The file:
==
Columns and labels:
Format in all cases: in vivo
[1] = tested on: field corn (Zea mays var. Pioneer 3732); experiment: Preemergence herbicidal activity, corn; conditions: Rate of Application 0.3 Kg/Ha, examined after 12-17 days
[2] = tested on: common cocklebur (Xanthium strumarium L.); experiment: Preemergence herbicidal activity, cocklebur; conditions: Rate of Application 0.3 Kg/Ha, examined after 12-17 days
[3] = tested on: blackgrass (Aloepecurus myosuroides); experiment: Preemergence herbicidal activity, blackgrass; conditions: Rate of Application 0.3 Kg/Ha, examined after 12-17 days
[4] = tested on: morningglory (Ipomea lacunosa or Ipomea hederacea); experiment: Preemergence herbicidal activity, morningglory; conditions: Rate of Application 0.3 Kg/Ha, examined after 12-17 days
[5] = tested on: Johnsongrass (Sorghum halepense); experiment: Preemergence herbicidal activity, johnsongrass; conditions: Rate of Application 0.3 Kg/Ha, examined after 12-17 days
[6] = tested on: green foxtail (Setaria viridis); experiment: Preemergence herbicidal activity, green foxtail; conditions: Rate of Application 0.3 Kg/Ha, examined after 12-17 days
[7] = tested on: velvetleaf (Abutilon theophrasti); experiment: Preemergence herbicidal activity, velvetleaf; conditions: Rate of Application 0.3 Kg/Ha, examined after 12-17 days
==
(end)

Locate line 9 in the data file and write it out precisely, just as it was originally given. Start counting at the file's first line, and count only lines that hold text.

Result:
[7] = tested on: velvetleaf (Abutilon theophrasti); experiment: Preemergence herbicidal activity, velvetleaf; conditions: Rate of Application 0.3 Kg/Ha, examined after 12-17 days